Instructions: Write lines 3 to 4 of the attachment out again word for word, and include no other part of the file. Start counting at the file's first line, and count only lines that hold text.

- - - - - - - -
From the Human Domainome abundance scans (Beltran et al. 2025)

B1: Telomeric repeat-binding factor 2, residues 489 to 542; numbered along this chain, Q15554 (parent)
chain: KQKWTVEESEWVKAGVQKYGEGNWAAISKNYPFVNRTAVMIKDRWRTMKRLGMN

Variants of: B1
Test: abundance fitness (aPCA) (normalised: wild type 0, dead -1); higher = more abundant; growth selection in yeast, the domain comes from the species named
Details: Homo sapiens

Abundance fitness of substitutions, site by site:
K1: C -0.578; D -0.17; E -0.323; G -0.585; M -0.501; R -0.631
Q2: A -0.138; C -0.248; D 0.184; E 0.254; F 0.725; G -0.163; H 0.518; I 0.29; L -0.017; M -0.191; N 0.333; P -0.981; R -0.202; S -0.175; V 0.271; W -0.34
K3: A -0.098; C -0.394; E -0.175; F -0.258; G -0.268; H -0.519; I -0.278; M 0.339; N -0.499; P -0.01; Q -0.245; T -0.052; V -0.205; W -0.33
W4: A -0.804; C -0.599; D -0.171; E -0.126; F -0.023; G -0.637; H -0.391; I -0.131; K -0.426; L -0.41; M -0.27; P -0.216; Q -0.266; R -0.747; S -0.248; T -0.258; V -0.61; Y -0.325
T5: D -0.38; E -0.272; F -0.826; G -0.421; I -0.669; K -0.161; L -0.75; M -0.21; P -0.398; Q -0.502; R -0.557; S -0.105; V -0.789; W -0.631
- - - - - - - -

chain: KQKWTVEESEWVKAGVQKYGEGNWAAISKNYPFVNRTAVMIKDRWRTMKRLGMN

Variants of: B1